Types of accommodation

Spain

Country Report: Types of accommodation Last updated: 25/03/21

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As mentioned in Criteria and Restrictions to Access Reception Conditions, the Spanish reception system is designed in three phases. Types of accommodation vary in the EYD phase and the “first phase”, while during the “second phase” persons are no longer accommodated in the reception system,

Shortcomings in the reception system have been registered during 2019, leading the Spanish Ombudsman to characterise the system as “meagre”.[1]  In June 2019, the employees of the Samur Social of Madrid (the Social Service for the Municipal Assistance to Social Emergencies) protested against the fact that asylum seekers are left destitute and homeless. They asked the competent institutions to assume their responsibilities and to join efforts in providing a solution to this situation.[2] In addition, in November 2019, they organised a strike to denounce the fact that many asylum seekers, including children, did not have access to accommodation for months and were thus obliged to sleep on the street in front of the Samur Social.[3] During this period, newspapers reported and demonstrated the situation of many homeless asylum seekers in Madrid, including children and persons with disabilities.[4]

Moreover, around 30 asylum seekers filed, in cooperation with the church San Carlos Borromeo, two complaints to the Municipality of Madrid and the Ministry of Inclusion, Social Security and Migration, urging them to comply with their obligations to accommodate asylum seekers.[5] Due to the collapse of the emergency services of Madrid, the Municipality urged the Government to take its responsibilities to solve the problem.[6]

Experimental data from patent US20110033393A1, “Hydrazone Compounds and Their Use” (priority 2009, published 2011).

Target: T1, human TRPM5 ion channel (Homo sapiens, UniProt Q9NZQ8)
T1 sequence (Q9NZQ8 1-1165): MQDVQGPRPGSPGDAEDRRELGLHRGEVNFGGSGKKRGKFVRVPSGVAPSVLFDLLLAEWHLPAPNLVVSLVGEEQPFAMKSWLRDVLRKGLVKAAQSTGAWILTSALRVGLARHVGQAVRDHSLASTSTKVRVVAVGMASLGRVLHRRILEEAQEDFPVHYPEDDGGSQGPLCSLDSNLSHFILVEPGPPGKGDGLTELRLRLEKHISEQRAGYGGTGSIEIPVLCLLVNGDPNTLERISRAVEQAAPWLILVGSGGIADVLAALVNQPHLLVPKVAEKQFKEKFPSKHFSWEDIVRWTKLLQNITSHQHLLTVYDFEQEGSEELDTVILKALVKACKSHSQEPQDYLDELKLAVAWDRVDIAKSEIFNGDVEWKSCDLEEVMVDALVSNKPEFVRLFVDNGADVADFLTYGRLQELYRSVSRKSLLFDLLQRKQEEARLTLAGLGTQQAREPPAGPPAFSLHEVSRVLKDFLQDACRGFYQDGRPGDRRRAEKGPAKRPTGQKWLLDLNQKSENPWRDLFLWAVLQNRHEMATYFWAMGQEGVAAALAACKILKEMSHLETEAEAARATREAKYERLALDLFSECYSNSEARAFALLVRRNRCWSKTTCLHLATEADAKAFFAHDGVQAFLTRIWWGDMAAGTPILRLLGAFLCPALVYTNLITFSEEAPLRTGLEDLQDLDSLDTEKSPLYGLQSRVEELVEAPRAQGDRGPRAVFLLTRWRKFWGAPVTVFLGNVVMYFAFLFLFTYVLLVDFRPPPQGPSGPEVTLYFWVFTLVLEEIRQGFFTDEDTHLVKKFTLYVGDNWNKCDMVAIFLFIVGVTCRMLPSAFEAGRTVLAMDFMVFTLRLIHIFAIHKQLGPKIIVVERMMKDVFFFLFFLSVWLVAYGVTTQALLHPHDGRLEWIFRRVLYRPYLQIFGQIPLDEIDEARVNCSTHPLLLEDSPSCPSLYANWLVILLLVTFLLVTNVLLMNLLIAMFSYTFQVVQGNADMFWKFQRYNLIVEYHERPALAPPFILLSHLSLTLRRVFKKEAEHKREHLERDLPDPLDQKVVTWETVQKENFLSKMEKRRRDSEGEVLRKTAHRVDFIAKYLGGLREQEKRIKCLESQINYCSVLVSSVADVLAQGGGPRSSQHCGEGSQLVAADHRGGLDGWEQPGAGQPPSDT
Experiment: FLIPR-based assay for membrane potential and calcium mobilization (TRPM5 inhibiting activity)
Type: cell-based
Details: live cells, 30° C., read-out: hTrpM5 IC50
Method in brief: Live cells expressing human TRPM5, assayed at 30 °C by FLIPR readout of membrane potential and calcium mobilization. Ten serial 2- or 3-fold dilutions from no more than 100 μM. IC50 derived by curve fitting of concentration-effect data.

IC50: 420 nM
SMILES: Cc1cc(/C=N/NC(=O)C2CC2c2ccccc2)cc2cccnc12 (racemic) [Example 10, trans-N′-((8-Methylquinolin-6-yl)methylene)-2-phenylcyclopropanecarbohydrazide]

In 2019, the Spanish Ombudsman had already urged the competent authorities to provide asylum seekers who are homeless with reception solutions. It further recommended the creation of proper reception facilities and called for more flexibility in the current reception system.[7] In order to avoid major dysfunctions in the reception system, the acting Government introduced in 2019 an amendment that foresees the possibility to refer asylum seekers to reception facilities in the framework of the humanitarian assistance programmes.[8]

As a response to the issue of overcrowding, the new appointed Ministry of Inclusion, Social Security and Migration started to negotiate in early 2020 with a private company (Sociedad de Gestión de Activos procedentes de la Reestructuración Bancaria – Sareb) the possibility of using empty apartments for the reception of asylum seekers and undocumented migrants.[9]

Nevertheless, the above described issues of homelessness and overcrowding issues persisted during 2020. At the beginning of the year, many asylum seekers were forced to sleep on the streets in cold temperatures in Madrid, as both the asylum reception system and the reception places that the Municipality of Madrid activates every winter for homeless persons under the “Campaign of Cold” (Campaña de Frío) are overcrowded.[10] In November 2020, it was further reported that a group of 50 asylum seekers, including 13 children, had to sleep in front of the Samur Social (the Social Service for the Municipal Assistance to Social Emergencies) while waiting a reception solution due to the lack of places within the reception system.[11] Reports of migrants and asylum seekers left with no reception solution and on the streets have been further registered throughout the year on the Canary Islands.[12] The situation of homelessness faced by unaccompanied migrant children when aging-out has been described in Legal representation of unaccompanied children.

Following the COVID-19 outbreak in Spain and the declaration of the State of Alarm, the DGIAH adopted a communication with a set of instructions on the management of the reception asylum system.[13] Many NGOs urged for guarantees to protect vulnerable persons, especially migrants, refugees, domestic workers, victims of domestic violence, sex workers, migrants living in informal settlements (i.e. in Huelva), and expressed concerns about reception and detention centres that are usually overcrowded (i.e. CETIs and CIEs).[14]